Bit of a wobble today

Today, I attended the first of a two day Living With Sight Loss, facilitated by the RNIB.

Right up until last night, I was looking forward to participating on this course, as I seem to have a  hunger to learn all I can about life with diminished sight and develop strategies for making the most of the sight I have left.

However, last night, when thinking about today, I started to feel a little anxious, and this morning, when preparing to set off, I felt quite nervous.  However, convinced myself it was just because its still all new, there would be a group of people there who I didn’t know, and all that this brings with it.

Living with sight loss course – day one of two

When I arrived at the revue, I was early ( I hate being late for anything ).  I was so early, the facilitator hadn’t even arrived – but, that was fine with me.  I walked into reception, and said to the young lad behind the desk that I had come for the Living with Sight Loss course.  he looked a little confused, and turned to a colleague and asked “Do we have a living with sight loss today?”.  This threw me into an internal spin – firstly, because I thought oh, God, I’ve come to the wrong place and now I’m going to be late for the course, if I have to go somewhere else (My lift had now gone) and secondly, I felt embarrassed that I had plucked up the courage to say the words “living with sight loss” to a stranger and the person didn’t recognise it.  I dont really know how to explain it any better, so, I hope t makes sense.

Thankfully, the receptionists colleague immediately responded with, “were do indeed, yes” there was a brief exchange between the two staff members lasting only about 30 seconds, but it felt like hours as I was stood there, feeling vulnerable.  I was asked if I was a member of staff delivering the course, and I said, no, just a. participant.  The chap said that the facilitator hadn’t yet arrived, and would I like to take a seat.  he also asked if I needed help getting to the chair to sit down on – which I didn’t, but the fact he asked seemed to put me a little at ease again.

15 minutes later, and the facilitator arrived and signed in, she was told that I was waiting and immediately came over to me and introduced herself.  She was polite and friendly, and asked if I needed and elbow to hold onto whilst walking to the seminar room.  I did take her arm, as in a new and unfamiliar building, I’m so conscious of trying to  make my way without stumbling or walking into something, like a dork!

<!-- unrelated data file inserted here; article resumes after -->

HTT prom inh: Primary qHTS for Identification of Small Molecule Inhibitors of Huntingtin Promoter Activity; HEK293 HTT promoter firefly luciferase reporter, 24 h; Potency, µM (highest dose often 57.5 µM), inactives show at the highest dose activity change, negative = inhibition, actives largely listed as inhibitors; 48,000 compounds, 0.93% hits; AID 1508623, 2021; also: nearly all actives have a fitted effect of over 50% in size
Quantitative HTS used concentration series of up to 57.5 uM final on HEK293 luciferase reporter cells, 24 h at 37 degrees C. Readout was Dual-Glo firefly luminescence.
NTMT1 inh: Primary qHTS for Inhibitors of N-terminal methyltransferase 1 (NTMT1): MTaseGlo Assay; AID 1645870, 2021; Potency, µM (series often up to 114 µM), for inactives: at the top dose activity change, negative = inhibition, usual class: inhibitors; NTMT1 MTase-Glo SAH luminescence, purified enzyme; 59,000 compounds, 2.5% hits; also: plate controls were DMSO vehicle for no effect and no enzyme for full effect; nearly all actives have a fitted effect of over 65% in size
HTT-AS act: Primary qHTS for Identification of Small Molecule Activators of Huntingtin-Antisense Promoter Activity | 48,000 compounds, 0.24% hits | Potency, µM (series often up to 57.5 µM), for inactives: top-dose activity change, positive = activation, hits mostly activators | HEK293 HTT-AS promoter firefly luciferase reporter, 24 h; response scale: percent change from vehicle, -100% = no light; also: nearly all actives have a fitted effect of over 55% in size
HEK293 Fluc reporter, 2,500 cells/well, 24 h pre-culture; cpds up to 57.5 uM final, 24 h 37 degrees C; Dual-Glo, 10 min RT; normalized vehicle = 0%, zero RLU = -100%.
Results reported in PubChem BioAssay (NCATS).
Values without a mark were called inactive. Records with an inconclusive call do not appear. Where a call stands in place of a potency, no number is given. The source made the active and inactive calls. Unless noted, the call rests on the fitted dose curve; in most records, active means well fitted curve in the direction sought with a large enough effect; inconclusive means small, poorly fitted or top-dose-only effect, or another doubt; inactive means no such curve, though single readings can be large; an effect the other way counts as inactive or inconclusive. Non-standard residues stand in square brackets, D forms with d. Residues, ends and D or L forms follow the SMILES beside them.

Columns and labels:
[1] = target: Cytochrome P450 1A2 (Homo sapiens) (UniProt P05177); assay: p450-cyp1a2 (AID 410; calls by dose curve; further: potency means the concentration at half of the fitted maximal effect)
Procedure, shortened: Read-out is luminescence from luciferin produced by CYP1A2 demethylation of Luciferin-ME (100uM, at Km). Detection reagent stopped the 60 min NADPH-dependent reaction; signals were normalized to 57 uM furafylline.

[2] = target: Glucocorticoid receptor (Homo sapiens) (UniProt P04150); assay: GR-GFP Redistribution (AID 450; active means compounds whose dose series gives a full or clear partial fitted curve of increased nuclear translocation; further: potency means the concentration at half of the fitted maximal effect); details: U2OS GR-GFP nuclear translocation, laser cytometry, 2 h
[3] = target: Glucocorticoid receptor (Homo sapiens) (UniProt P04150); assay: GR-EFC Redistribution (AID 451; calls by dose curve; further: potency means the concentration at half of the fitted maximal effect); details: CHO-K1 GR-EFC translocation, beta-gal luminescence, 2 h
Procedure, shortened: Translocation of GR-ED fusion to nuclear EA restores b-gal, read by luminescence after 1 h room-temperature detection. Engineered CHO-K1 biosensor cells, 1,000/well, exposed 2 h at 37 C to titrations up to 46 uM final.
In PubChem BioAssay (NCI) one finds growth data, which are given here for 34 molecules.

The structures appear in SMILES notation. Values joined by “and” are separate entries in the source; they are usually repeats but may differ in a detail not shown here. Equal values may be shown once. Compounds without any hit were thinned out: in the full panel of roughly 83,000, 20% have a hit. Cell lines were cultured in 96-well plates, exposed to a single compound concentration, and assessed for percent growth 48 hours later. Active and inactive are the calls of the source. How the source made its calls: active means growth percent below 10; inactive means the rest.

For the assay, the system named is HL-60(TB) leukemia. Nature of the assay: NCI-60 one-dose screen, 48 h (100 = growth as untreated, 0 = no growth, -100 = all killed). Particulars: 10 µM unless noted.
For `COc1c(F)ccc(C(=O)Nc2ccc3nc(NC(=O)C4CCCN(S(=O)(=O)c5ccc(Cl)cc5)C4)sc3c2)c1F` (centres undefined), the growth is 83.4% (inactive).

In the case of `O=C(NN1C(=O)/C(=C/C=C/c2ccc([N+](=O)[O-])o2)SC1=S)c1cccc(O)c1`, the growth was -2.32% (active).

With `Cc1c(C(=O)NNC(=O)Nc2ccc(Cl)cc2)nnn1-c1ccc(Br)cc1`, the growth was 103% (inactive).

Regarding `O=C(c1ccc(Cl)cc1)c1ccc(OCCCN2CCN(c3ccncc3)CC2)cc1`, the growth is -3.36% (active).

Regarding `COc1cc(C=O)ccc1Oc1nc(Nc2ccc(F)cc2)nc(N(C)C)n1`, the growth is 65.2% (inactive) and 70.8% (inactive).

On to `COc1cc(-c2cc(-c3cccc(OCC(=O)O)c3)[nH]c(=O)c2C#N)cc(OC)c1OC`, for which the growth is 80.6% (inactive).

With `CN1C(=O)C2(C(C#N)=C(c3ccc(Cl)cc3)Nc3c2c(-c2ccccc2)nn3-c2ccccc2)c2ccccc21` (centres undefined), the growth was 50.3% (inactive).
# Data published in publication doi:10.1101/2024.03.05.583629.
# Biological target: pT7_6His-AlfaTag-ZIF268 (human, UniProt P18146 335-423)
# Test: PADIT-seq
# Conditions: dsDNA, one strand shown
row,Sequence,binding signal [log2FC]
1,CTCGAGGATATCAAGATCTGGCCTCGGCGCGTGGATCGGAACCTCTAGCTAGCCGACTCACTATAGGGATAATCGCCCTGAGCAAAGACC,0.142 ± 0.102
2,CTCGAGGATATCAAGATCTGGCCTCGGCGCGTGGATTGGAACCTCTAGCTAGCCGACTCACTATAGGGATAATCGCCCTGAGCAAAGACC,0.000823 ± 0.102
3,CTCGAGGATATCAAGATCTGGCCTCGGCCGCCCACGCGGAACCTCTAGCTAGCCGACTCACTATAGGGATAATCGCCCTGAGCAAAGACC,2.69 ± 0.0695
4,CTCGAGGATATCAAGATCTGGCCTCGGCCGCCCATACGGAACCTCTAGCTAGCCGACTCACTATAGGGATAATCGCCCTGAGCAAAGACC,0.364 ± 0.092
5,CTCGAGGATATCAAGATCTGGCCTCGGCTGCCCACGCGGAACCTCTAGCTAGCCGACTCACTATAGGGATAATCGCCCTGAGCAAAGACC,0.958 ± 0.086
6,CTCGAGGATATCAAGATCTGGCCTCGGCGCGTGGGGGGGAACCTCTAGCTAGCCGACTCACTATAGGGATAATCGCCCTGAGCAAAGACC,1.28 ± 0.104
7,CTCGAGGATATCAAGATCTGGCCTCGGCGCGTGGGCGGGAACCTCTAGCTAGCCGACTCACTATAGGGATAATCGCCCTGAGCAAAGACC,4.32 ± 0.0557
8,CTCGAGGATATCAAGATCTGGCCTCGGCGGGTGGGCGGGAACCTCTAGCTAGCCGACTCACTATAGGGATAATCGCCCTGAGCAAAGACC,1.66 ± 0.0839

We made general chit chat whilst she was getting the room ready, and put me at ease right away.  other people then started to arrive, and in the end there we’re about 16 of us, including people delivering the course, people like. myself with various levels of sight loss and so e of their partners.  Some people walked in with white canes, some with white and red canes (Signalling that they were not only blind/partially sighted, but had a hearing impairment too). One chap arrived with his guide dog, and others like myself with no visible aid.

It was at this point, where my, little wobble began.  Actually seeing, and being in the company of other people in similar situations just brought home the reality of where I was and the reasons for me being there – I have sight loss and am trying to learn how to cope.

There was of course, a structure to the day, but, it was a relaxed atmosphere and everyone had opportunities to participate as and when they wanted to.  People spoke abut their experiences of living with sight loss and shared their stories of how they came to be in the position they are now in.  They spoke about their day to day living and their struggles, but, also the ways in which they have developed coping mechanisms and adaptations to maintain independance.

I have learned myself in the very short space of time that I have suffered with sight loss that it affects not only you, but the people close to you.  The people close to you don’t know what to do, how to cope and they too have to learn.  Its easy for me to take out my frustration out on those close to me, when they perhaps forget that I cant see so well anymore and then it appears that they don’t care.  But, of course they care, this is all new to them as it is to you. A personal example of this is when we go for a meal and the restaurant is quite dimly lit, the waitress leads you to a table, and the person you’re with marches ahead to the table, leaving you there struggling to find your way.  I then get frustrated and upset – however, I have always just walked to countless tables in countless restaurants in the past without issue.  The person I am with of course is doing what they and we always did.  They simply forgot for a second that I could now see very well – Its as new to them as it is to me.